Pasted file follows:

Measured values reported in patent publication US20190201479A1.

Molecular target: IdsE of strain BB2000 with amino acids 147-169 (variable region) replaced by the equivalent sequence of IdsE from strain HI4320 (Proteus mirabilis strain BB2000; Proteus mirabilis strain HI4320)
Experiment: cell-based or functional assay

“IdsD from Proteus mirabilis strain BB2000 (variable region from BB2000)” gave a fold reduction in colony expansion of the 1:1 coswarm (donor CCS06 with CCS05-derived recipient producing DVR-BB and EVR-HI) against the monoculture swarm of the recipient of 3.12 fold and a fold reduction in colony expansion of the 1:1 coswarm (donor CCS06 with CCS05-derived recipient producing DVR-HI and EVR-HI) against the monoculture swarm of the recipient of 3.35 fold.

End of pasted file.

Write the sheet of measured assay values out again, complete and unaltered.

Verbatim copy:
Measured values reported in patent publication US20190201479A1.

Molecular target: IdsE of strain BB2000 with amino acids 147-169 (variable region) replaced by the equivalent sequence of IdsE from strain HI4320 (Proteus mirabilis strain BB2000; Proteus mirabilis strain HI4320)
Experiment: cell-based or functional assay

“IdsD from Proteus mirabilis strain BB2000 (variable region from BB2000)” gave a fold reduction in colony expansion of the 1:1 coswarm (donor CCS06 with CCS05-derived recipient producing DVR-BB and EVR-HI) against the monoculture swarm of the recipient of 3.12 fold and a fold reduction in colony expansion of the 1:1 coswarm (donor CCS06 with CCS05-derived recipient producing DVR-HI and EVR-HI) against the monoculture swarm of the recipient of 3.35 fold.